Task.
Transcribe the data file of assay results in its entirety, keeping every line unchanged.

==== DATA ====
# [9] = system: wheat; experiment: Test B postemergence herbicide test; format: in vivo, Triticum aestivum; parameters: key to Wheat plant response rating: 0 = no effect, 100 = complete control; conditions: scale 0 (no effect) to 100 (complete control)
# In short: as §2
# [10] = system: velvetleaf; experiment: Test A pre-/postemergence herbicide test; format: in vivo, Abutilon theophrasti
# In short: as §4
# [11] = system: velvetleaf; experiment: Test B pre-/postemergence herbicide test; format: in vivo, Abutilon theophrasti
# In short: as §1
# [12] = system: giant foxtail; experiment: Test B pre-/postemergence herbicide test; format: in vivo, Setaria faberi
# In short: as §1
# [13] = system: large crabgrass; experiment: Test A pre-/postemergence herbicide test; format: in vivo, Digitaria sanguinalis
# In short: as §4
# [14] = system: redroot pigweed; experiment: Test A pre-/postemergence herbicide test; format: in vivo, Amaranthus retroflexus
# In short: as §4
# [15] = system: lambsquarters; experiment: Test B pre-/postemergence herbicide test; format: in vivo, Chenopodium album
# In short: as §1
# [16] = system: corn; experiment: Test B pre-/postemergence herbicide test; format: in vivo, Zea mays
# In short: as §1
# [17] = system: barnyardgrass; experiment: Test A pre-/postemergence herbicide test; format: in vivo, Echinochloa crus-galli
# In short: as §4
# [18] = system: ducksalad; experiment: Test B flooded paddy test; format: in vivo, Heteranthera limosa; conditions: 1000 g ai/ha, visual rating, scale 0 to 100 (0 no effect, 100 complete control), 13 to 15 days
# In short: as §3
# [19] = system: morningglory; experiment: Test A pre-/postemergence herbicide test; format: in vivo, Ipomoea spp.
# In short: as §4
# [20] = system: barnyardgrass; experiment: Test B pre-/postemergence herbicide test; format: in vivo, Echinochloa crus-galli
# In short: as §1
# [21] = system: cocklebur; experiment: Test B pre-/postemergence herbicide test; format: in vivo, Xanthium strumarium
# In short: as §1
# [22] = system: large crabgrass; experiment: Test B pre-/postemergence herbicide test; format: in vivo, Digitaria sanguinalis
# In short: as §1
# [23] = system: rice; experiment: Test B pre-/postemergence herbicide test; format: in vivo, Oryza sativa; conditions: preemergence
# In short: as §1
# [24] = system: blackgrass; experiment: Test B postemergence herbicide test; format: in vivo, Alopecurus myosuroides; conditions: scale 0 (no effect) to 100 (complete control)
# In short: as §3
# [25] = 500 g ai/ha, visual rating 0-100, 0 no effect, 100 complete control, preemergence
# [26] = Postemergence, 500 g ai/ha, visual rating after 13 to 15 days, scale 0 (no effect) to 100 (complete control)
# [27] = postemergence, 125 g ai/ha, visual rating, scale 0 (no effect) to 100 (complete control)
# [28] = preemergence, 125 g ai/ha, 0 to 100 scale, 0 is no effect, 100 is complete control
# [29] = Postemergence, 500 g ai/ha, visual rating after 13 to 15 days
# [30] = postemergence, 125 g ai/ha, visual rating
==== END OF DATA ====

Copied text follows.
# [9] = system: wheat; experiment: Test B postemergence herbicide test; format: in vivo, Triticum aestivum; parameters: key to Wheat plant response rating: 0 = no effect, 100 = complete control; conditions: scale 0 (no effect) to 100 (complete control)
# In short: as §2
# [10] = system: velvetleaf; experiment: Test A pre-/postemergence herbicide test; format: in vivo, Abutilon theophrasti
# In short: as §4
# [11] = system: velvetleaf; experiment: Test B pre-/postemergence herbicide test; format: in vivo, Abutilon theophrasti
# In short: as §1
# [12] = system: giant foxtail; experiment: Test B pre-/postemergence herbicide test; format: in vivo, Setaria faberi
# In short: as §1
# [13] = system: large crabgrass; experiment: Test A pre-/postemergence herbicide test; format: in vivo, Digitaria sanguinalis
# In short: as §4
# [14] = system: redroot pigweed; experiment: Test A pre-/postemergence herbicide test; format: in vivo, Amaranthus retroflexus
# In short: as §4
# [15] = system: lambsquarters; experiment: Test B pre-/postemergence herbicide test; format: in vivo, Chenopodium album
# In short: as §1
# [16] = system: corn; experiment: Test B pre-/postemergence herbicide test; format: in vivo, Zea mays
# In short: as §1
# [17] = system: barnyardgrass; experiment: Test A pre-/postemergence herbicide test; format: in vivo, Echinochloa crus-galli
# In short: as §4
# [18] = system: ducksalad; experiment: Test B flooded paddy test; format: in vivo, Heteranthera limosa; conditions: 1000 g ai/ha, visual rating, scale 0 to 100 (0 no effect, 100 complete control), 13 to 15 days
# In short: as §3
# [19] = system: morningglory; experiment: Test A pre-/postemergence herbicide test; format: in vivo, Ipomoea spp.
# In short: as §4
# [20] = system: barnyardgrass; experiment: Test B pre-/postemergence herbicide test; format: in vivo, Echinochloa crus-galli
# In short: as §1
# [21] = system: cocklebur; experiment: Test B pre-/postemergence herbicide test; format: in vivo, Xanthium strumarium
# In short: as §1
# [22] = system: large crabgrass; experiment: Test B pre-/postemergence herbicide test; format: in vivo, Digitaria sanguinalis
# In short: as §1
# [23] = system: rice; experiment: Test B pre-/postemergence herbicide test; format: in vivo, Oryza sativa; conditions: preemergence
# In short: as §1
# [24] = system: blackgrass; experiment: Test B postemergence herbicide test; format: in vivo, Alopecurus myosuroides; conditions: scale 0 (no effect) to 100 (complete control)
# In short: as §3
# [25] = 500 g ai/ha, visual rating 0-100, 0 no effect, 100 complete control, preemergence
# [26] = Postemergence, 500 g ai/ha, visual rating after 13 to 15 days, scale 0 (no effect) to 100 (complete control)
# [27] = postemergence, 125 g ai/ha, visual rating, scale 0 (no effect) to 100 (complete control)
# [28] = preemergence, 125 g ai/ha, 0 to 100 scale, 0 is no effect, 100 is complete control
# [29] = Postemergence, 500 g ai/ha, visual rating after 13 to 15 days
# [30] = postemergence, 125 g ai/ha, visual rating